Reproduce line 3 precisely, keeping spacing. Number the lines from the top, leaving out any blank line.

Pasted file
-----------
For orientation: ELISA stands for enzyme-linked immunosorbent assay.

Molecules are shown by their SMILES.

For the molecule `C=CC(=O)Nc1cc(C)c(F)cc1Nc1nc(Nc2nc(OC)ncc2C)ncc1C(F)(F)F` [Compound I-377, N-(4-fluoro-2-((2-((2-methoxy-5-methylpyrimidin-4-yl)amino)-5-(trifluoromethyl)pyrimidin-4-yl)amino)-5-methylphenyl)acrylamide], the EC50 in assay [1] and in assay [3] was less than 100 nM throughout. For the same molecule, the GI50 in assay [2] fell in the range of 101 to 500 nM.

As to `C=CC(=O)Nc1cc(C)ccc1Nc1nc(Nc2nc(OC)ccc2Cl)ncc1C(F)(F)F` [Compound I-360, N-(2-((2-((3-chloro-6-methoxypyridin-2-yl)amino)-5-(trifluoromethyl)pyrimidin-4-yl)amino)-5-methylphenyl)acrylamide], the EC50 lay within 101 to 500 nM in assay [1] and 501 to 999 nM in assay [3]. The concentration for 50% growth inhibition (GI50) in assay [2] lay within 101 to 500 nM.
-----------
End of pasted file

For the molecule `C=CC(=O)Nc1cc(C)c(F)cc1Nc1nc(Nc2nc(OC)ncc2C)ncc1C(F)(F)F` [Compound I-377, N-(4-fluoro-2-((2-((2-methoxy-5-methylpyrimidin-4-yl)amino)-5-(trifluoromethyl)pyrimidin-4-yl)amino)-5-methylphenyl)acrylamide], the EC50 in assay [1] and in assay [3] was less than 100 nM throughout. For the same molecule, the GI50 in assay [2] fell in the range of 101 to 500 nM.